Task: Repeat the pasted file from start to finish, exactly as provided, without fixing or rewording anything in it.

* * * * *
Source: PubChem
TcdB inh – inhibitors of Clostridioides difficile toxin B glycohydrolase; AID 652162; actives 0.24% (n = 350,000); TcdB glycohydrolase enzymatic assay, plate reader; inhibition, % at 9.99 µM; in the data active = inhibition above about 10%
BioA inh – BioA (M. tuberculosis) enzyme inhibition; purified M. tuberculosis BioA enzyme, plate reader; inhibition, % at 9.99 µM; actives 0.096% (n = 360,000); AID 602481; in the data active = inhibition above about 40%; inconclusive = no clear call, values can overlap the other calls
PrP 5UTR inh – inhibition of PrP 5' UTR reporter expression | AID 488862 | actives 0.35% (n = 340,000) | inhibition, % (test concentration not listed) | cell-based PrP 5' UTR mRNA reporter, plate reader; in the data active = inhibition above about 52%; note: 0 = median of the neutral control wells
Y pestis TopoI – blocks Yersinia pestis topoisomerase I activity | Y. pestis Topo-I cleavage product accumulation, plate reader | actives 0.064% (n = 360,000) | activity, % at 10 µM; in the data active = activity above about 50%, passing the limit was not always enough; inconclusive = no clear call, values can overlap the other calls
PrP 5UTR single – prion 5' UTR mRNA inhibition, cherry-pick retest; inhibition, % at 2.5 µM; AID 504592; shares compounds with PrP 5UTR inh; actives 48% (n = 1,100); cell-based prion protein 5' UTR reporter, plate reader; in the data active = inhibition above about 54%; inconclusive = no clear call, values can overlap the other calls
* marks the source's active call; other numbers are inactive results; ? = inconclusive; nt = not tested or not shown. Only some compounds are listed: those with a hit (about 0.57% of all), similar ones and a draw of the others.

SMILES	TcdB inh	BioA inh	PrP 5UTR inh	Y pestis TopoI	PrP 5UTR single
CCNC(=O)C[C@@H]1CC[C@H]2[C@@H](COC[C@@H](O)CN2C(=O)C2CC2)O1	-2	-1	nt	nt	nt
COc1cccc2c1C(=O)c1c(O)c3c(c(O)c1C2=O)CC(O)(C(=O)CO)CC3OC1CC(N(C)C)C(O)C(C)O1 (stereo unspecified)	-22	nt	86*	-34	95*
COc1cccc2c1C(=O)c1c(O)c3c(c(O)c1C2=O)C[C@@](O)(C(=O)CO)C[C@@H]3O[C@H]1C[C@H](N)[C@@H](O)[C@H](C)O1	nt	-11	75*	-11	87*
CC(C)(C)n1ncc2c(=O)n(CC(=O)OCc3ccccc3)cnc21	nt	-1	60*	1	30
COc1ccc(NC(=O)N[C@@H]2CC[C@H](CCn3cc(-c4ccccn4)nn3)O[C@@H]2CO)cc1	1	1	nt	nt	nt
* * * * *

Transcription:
Source: PubChem
TcdB inh – inhibitors of Clostridioides difficile toxin B glycohydrolase; AID 652162; actives 0.24% (n = 350,000); TcdB glycohydrolase enzymatic assay, plate reader; inhibition, % at 9.99 µM; in the data active = inhibition above about 10%
BioA inh – BioA (M. tuberculosis) enzyme inhibition; purified M. tuberculosis BioA enzyme, plate reader; inhibition, % at 9.99 µM; actives 0.096% (n = 360,000); AID 602481; in the data active = inhibition above about 40%; inconclusive = no clear call, values can overlap the other calls
PrP 5UTR inh – inhibition of PrP 5' UTR reporter expression | AID 488862 | actives 0.35% (n = 340,000) | inhibition, % (test concentration not listed) | cell-based PrP 5' UTR mRNA reporter, plate reader; in the data active = inhibition above about 52%; note: 0 = median of the neutral control wells
Y pestis TopoI – blocks Yersinia pestis topoisomerase I activity | Y. pestis Topo-I cleavage product accumulation, plate reader | actives 0.064% (n = 360,000) | activity, % at 10 µM; in the data active = activity above about 50%, passing the limit was not always enough; inconclusive = no clear call, values can overlap the other calls
PrP 5UTR single – prion 5' UTR mRNA inhibition, cherry-pick retest; inhibition, % at 2.5 µM; AID 504592; shares compounds with PrP 5UTR inh; actives 48% (n = 1,100); cell-based prion protein 5' UTR reporter, plate reader; in the data active = inhibition above about 54%; inconclusive = no clear call, values can overlap the other calls
* marks the source's active call; other numbers are inactive results; ? = inconclusive; nt = not tested or not shown. Only some compounds are listed: those with a hit (about 0.57% of all), similar ones and a draw of the others.

SMILES	TcdB inh	BioA inh	PrP 5UTR inh	Y pestis TopoI	PrP 5UTR single
CCNC(=O)C[C@@H]1CC[C@H]2[C@@H](COC[C@@H](O)CN2C(=O)C2CC2)O1	-2	-1	nt	nt	nt
COc1cccc2c1C(=O)c1c(O)c3c(c(O)c1C2=O)CC(O)(C(=O)CO)CC3OC1CC(N(C)C)C(O)C(C)O1 (stereo unspecified)	-22	nt	86*	-34	95*
COc1cccc2c1C(=O)c1c(O)c3c(c(O)c1C2=O)C[C@@](O)(C(=O)CO)C[C@@H]3O[C@H]1C[C@H](N)[C@@H](O)[C@H](C)O1	nt	-11	75*	-11	87*
CC(C)(C)n1ncc2c(=O)n(CC(=O)OCc3ccccc3)cnc21	nt	-1	60*	1	30
COc1ccc(NC(=O)N[C@@H]2CC[C@H](CCn3cc(-c4ccccn4)nn3)O[C@@H]2CO)cc1	1	1	nt	nt	nt